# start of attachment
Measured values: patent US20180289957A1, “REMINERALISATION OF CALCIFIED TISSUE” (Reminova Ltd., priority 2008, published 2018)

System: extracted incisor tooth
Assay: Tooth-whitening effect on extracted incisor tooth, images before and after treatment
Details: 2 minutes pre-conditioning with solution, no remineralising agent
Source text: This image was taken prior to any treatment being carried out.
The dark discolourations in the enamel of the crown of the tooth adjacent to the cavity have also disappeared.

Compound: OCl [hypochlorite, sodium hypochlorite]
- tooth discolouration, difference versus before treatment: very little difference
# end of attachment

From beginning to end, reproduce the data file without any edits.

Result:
Measured values: patent US20180289957A1, “REMINERALISATION OF CALCIFIED TISSUE” (Reminova Ltd., priority 2008, published 2018)

System: extracted incisor tooth
Assay: Tooth-whitening effect on extracted incisor tooth, images before and after treatment
Details: 2 minutes pre-conditioning with solution, no remineralising agent
Source text: This image was taken prior to any treatment being carried out.
The dark discolourations in the enamel of the crown of the tooth adjacent to the cavity have also disappeared.

Compound: OCl [hypochlorite, sodium hypochlorite]
- tooth discolouration, difference versus before treatment: very little difference